An Interview with Top Trainer Evan Williams
Updated: Feb 17
Evan Williams, 51, might have started off as a farmer but this takes nothing away from his aptitude as a racehorse trainer. Early flagbearers included 2008 Charlie Hall winner State of Play, Cappa Bleu and 2009 Peterborough Chase and 2009 Charlie Hall winner Deep Purple. High Chimes won the Kim Muir at the 2008 Cheltenham Festival and Firebird Flyer continued Evan’s association with talented chasers by winning the 2016 Midland Grand National. These have been followed more recently with the likes of talented two mile-hurdler Silver Streak and Welsh National winner Secret Reprieve. Yard legend Coole Cody has been a tremendous servant, winning the Paddy Power Gold Cup in 2020 and the December Gold Cup the following year, as well as finishing last season on a high winning at the 2022 Festival.
Evan Williams with Coole Cody
Photo Credit: Great British Racing
Evan trains on Aberogwrn Farm in the Vale of Glamorgan. The foot and mouth epidemic during the 2000-01 season decimated the family farm, so Evan diversified into training. One year later, he was champion point-to-point trainer. For the 2003-4 season, Evan took out his professional trainer’s license and hasn’t looked back since. He sent out his first winner on Classic Trials Day at Sandown in April 2006, ridden by Mick Kinane – who also followed up there again in June, this time ridden by Ryan Moore.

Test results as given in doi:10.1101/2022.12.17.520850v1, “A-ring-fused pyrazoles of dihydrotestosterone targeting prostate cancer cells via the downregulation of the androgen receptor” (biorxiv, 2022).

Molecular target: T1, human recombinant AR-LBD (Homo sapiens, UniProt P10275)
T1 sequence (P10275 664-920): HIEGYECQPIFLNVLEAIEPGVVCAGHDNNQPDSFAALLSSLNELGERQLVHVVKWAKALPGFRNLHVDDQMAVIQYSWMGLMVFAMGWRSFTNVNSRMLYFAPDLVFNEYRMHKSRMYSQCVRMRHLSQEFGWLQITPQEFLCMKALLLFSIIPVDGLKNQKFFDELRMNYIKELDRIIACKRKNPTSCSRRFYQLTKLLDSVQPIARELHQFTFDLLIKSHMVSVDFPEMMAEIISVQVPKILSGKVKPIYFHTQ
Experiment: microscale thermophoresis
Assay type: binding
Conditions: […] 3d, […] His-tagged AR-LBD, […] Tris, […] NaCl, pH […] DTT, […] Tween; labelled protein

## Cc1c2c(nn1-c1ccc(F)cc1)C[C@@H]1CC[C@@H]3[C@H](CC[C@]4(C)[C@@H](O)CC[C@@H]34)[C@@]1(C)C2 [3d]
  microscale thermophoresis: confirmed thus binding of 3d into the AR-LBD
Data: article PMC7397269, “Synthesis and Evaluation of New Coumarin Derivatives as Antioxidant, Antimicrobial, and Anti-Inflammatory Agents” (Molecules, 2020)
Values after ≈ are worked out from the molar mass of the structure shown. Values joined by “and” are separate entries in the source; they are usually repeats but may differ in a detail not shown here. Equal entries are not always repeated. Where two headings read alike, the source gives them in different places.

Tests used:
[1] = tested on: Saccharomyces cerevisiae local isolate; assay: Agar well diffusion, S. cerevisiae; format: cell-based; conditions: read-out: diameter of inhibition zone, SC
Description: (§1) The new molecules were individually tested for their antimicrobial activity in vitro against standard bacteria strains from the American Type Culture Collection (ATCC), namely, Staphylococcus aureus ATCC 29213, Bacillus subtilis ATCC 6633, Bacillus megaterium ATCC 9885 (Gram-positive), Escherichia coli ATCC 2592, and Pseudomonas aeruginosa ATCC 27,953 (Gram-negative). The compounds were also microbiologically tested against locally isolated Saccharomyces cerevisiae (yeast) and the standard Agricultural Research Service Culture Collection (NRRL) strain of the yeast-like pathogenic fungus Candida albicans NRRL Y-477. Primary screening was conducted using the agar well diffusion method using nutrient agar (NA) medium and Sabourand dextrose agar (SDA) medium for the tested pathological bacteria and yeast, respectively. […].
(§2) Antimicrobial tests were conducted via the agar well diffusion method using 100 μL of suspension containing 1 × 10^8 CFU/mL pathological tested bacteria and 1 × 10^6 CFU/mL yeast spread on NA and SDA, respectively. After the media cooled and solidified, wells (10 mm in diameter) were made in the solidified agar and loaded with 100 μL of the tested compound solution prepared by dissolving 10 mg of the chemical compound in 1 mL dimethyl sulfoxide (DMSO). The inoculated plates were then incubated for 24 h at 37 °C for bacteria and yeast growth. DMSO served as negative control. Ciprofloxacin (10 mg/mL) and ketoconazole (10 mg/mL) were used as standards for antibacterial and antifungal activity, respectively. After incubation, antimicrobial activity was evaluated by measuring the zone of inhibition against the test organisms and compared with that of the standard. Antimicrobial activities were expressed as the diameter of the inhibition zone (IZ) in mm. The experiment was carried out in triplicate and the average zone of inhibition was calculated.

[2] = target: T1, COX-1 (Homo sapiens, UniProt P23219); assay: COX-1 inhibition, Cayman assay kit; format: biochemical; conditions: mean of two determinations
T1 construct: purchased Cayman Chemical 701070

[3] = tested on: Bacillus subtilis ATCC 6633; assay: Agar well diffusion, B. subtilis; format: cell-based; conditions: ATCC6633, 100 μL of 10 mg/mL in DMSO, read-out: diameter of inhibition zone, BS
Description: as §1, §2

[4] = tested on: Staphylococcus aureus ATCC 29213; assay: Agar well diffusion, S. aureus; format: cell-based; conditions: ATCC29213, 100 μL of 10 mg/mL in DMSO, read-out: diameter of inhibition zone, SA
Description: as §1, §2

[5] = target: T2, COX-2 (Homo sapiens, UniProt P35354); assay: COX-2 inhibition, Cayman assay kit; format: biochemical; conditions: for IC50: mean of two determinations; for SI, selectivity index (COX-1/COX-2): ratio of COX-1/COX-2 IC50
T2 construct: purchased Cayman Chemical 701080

All members of the Williams Family help out with the seventy racehorses in training. Isabel, who is a conditional jockey; Eleanor, who is an amateur and son William, who runs the office and plays rugby. Wife and mother Catherine runs everything else! They have three pet dogs – a Jack Russell Dotty, whippet Nancy and a whippet-cross Franco as well as a small number of cattle.
Did you have a horsey childhood?
Yep, very horsey and lots of farming too. There were always ponies, horses and ‘pointers around us.
Were you a jockey?
I was very much a farmer-point-to-point rider – very agricultural. [Evan actually rode over 200 winners!]
Which jockeys did you look up to when you were younger?
When I was younger, I looked up to Arthur Stephenson and Chris Grant.
Mary Reveley and Peter Niven were the trainers whose yards always fascinated me by having lots of winners.
How did you start training?
I started training ‘pointers and decided to have a license when all ‘pointing stopped due to foot and mouth.
What is the best aspect to training racehorses?
I’ve always been a lover of animals. As a farmer, I loved cows and now, as a trainer, I love dealing with the horses.
And the worst?
The injuries to the horses and jockeys.
What are your best days as a trainer so far?
When we’re lucky – any day we have a winner is a good day.
Chepstow – it’s a great old course.
The Welsh Grand National meeting at Chepstow.
Photo Credit: Horse & Hound
What is the best advice you were given?
Loads and loads of people gave me advice but a famous trainer of racehorses once said to me, ‘not to let your left hand know what your right hand is doing’.
Favourite drink: I’m a ‘teapot’ – I drink loads of tea.
Favourite meal: I’m partial to anything and I’m no fussy. But I do love seafood with a glass of white wine.
Favourite holiday destination: Anywhere I can fly to from Cardiff, like Mallorca – though once a year is enough.
Other interests: As long as I’m training racehorses and playing around with a few cattle then I’m a happy man. I don’t need to do anything else.
*Many thanks to Old Gold Racing for the help in securing this interview. They published it first in their fabulous newsletter Racing Weekly. To sign up, go to https://mailchi.mp/2f6ba62d6182/racing-weekly-lead-capture